OLYMPIA — The Senate’s opening-day action to form a conservative coalition and split committee leadership met with opposing reactions from local legislators.
“This group of lawmakers … has stepped forward and committed to work together like never before,” said Sen. Don Benton, R-Vancouver, in a press release, pointing out that the coalition puts four of five Southwest Washington senators in the majority.
Senate rules passed Monday allow a majority coalition, like the one formed between the 23 Republican senators and conservative Democrats Rodney Tom and Tim Sheldon, to caucus to discuss legislation and vote on a majority leader.
“The rules that we adopted today allow for the coalition to elect a Senate majority leader,” said Benton. “The rules needed to be tweaked slightly to allow us to do that.”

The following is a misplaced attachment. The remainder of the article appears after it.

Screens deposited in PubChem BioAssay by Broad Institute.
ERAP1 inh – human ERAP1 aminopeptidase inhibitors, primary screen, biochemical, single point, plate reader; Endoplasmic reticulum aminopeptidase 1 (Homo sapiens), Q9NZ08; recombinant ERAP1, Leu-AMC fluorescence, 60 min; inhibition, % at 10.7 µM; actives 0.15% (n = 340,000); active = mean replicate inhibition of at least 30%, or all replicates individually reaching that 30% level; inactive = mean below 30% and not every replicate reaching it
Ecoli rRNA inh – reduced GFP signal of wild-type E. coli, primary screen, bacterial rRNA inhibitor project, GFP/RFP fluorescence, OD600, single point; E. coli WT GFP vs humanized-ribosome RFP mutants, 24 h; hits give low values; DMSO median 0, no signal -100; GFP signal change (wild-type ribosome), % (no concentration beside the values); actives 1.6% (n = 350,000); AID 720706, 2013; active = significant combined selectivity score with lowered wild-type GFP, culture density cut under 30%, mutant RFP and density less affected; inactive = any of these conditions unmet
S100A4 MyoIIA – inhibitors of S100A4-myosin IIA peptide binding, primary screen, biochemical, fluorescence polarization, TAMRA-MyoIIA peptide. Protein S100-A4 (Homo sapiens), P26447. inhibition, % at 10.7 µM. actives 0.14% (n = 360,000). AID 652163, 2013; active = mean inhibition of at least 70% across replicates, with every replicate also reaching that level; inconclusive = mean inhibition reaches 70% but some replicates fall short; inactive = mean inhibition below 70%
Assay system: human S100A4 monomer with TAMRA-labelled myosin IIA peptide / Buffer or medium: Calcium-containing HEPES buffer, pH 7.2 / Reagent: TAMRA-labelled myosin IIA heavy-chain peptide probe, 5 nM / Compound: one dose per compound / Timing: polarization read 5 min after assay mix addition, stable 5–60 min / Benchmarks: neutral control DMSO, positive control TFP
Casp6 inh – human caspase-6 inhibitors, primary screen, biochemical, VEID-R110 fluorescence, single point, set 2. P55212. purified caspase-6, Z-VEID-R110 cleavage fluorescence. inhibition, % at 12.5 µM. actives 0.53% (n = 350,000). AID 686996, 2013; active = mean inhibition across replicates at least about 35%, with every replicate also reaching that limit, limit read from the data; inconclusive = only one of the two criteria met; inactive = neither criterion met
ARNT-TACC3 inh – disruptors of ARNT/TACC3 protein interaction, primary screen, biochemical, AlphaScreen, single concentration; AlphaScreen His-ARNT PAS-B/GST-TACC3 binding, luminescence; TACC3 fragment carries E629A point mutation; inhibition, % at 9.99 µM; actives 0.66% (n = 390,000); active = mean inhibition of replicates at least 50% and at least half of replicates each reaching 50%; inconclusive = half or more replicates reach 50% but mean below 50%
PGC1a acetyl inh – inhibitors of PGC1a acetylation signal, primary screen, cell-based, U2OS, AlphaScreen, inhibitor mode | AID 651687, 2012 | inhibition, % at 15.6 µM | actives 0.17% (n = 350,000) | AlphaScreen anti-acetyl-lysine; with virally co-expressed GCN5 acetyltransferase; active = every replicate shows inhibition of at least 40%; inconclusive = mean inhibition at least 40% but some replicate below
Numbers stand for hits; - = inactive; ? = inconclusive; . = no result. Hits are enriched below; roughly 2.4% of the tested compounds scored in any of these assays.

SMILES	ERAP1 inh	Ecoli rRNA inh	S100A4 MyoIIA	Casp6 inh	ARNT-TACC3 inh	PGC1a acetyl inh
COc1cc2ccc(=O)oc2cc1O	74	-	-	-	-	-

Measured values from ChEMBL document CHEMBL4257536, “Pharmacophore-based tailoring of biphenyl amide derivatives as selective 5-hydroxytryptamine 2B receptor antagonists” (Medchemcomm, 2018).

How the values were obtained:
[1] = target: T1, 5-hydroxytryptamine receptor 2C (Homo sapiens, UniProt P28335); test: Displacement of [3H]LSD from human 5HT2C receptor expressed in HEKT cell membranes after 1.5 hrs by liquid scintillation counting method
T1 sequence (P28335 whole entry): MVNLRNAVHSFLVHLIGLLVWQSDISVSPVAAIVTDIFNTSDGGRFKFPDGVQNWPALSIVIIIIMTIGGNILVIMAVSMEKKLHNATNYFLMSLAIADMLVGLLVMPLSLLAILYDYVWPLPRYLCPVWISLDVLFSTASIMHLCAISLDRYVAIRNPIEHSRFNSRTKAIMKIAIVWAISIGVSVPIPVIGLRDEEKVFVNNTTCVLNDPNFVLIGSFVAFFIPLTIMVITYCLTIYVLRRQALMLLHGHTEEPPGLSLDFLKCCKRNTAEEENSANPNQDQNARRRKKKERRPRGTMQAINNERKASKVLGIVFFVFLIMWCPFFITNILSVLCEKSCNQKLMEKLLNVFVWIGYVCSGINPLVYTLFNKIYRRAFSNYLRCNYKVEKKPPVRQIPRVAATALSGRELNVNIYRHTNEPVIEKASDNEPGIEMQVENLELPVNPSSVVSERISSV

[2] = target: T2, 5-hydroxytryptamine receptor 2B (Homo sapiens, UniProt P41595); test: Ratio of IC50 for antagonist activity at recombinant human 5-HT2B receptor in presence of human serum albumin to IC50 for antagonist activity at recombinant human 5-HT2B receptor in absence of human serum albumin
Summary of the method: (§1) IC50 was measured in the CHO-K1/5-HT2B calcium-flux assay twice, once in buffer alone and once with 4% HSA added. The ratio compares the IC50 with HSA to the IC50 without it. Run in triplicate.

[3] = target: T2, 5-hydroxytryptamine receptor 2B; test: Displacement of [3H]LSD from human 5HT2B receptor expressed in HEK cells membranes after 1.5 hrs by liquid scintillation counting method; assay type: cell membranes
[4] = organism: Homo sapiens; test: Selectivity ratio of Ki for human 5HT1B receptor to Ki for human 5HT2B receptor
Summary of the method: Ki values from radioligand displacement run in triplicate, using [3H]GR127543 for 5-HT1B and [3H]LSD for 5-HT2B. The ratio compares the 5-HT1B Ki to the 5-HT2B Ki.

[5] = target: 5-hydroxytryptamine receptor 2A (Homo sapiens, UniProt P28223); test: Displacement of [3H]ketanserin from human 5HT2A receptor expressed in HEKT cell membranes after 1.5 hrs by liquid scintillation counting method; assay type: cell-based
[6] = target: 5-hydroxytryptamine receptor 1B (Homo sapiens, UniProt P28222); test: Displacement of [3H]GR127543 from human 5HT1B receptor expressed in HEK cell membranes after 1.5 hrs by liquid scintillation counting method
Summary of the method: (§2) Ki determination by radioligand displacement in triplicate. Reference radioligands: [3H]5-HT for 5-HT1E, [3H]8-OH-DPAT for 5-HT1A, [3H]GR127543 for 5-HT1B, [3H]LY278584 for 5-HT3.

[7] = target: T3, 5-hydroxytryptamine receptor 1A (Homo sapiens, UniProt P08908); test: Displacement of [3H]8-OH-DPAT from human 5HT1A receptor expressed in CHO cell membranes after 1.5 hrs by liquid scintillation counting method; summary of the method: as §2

Tom, D-Medina, is expected to be named majority leader of the coalition.
Previously, only members of the same political party could caucus to choose a majority leader.
Sen. Annette Cleveland, D-Vancouver, was disappointed by Monday’s action.
“I don’t know that we needed a change in the rules in order to work together,” she said. “I question whether that was necessary.”
She voted against the resolution to change the rules.
The Democrats countered the coalition’s resolution with one of their own to establish co-chairs of every committee. Their proposal was rejected 23-25.
The coalition elected Sheldon, D-Potlatch, as president pro tempore of the Senate on Monday. With the passage of Resolution 8601, Sheldon also becomes co-chair of the Rules Committee, which considers all bills reported from other policy and fiscal committees.
Sen. Ann Rivers, R-La Center, voted for the coalition’s resolution, but was unavailable for an interview afterward because she was feeling ill. Sens. Curtis King, R-Yakima, and John Braun, R-Centralia, also voted for the resolution.
Lucas Wiseman: 360-754-5225; email@example.com.